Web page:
Home Civilian based defense ‘The Impossible’: Ukraine’s Secret and Deadly Rescue Missions

‘The Impossible’: Ukraine’s Secret and Deadly Rescue Missions

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KYIV, Ukraine (AP) — As was his custom before each flight, the veteran Ukrainian army pilot ran a hand along the fuselage of his Mi-8 helicopter, stroking the heavy carrier’s metal skin to lift him luck, as well as his crew.

They would need it. Their destination—a besieged steel mill in the brutalized city of Mariupol – was a death trap. Some other crews did not return alive.

Yet the mission was vital, even desperate. Ukrainian troops were pinned down, their stocks dwindling, their dead and the wounded are piling up. Their ultimate stand at the Azovstal factory was a growing symbol of Ukraine’s defiance in the war against Russia. We couldn’t let them perish.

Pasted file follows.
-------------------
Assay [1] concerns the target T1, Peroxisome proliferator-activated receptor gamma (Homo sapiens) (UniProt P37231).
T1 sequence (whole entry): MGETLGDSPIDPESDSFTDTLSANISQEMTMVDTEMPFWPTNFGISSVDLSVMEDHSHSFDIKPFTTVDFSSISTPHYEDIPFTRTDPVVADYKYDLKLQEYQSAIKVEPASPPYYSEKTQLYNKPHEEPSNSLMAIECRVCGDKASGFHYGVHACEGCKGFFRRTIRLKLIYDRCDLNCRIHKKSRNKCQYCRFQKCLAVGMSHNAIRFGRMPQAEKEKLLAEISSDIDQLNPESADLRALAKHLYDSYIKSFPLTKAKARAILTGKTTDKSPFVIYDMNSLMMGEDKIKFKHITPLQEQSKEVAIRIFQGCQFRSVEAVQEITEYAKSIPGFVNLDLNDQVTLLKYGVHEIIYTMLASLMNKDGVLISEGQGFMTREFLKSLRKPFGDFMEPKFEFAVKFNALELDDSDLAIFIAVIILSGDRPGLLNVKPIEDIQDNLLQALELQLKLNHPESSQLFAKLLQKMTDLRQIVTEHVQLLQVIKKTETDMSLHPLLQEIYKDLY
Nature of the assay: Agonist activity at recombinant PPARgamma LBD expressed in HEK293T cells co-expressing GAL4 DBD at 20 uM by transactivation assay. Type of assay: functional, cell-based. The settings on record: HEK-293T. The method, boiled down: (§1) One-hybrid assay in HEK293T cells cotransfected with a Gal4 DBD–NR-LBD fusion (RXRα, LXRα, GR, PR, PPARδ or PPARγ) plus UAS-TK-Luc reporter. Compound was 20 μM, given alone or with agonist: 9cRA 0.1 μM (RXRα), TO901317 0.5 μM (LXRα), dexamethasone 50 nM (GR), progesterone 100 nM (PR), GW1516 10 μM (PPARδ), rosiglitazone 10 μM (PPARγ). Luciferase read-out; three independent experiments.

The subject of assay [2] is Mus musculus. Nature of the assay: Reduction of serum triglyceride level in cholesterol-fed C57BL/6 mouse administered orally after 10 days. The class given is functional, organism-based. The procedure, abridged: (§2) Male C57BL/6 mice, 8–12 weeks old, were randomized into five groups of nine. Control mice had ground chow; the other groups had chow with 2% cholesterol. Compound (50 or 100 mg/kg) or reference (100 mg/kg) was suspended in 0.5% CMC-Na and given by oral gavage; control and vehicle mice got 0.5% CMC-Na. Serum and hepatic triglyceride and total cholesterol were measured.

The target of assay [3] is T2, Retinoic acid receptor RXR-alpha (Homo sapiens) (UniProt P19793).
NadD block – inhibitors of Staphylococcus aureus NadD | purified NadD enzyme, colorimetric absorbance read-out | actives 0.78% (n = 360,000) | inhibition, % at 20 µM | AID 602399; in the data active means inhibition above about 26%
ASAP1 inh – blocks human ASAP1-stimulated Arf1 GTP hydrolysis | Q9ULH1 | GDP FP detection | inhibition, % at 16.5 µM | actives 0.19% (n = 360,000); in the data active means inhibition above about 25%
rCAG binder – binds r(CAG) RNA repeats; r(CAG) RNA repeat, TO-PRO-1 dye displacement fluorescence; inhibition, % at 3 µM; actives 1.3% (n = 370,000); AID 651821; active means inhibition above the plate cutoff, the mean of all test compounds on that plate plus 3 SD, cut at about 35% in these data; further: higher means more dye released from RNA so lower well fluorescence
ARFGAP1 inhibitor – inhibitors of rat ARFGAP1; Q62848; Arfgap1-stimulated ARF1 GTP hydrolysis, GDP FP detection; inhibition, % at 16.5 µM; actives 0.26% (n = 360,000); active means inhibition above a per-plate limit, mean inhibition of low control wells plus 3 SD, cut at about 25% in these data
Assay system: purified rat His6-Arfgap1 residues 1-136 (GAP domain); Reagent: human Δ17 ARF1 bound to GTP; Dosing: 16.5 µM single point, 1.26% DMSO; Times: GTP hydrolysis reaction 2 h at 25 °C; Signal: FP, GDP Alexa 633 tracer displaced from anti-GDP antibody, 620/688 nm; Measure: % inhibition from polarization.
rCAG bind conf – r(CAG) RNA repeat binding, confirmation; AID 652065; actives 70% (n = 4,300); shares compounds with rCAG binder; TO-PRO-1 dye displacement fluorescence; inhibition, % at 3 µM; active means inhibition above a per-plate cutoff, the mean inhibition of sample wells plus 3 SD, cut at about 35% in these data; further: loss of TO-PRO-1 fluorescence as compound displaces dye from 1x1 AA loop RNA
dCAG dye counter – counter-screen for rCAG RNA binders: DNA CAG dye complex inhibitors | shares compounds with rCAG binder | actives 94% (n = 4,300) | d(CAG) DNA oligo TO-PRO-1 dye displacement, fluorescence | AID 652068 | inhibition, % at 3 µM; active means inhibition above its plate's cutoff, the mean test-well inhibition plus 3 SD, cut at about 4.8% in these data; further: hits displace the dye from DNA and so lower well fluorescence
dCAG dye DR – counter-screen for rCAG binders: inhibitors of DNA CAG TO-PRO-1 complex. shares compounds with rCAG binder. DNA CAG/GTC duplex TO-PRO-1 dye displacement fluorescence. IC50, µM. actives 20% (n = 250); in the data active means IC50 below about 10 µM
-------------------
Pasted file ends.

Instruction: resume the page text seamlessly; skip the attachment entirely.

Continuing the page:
The 51-year-old pilot – identified only by his first name, Oleksandr – flew only one mission in Mariupol, and he considered it the most difficult flight of his 30-year career. He took the risk, he said, because he didn’t want the Azovstal fighters to feel left out.

In the charred hell of this plantin an underground bunker turned medical station that provided shelter from death and destruction above, word began to reach the injured that a miracle might happen. Among those who said he was on the evacuation list was a junior sergeant who had been shredded by mortar shells, slicing through his left leg and forcing his amputation above the knee.

“Buffalo” was his nom de guerre. He had been through so much, but another deadly challenge loomed: escaping Azovstal.

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A series of clandestine, against-the-odds, terrain-hugging and high-speed helicopter missions to reach the defenders of Azovstal in March, April and May are celebrated in Ukraine as among the most heroic feats of military bravery in the four-month of war. Some have ended in disaster; each became increasingly risky as Russian air defense batteries grew.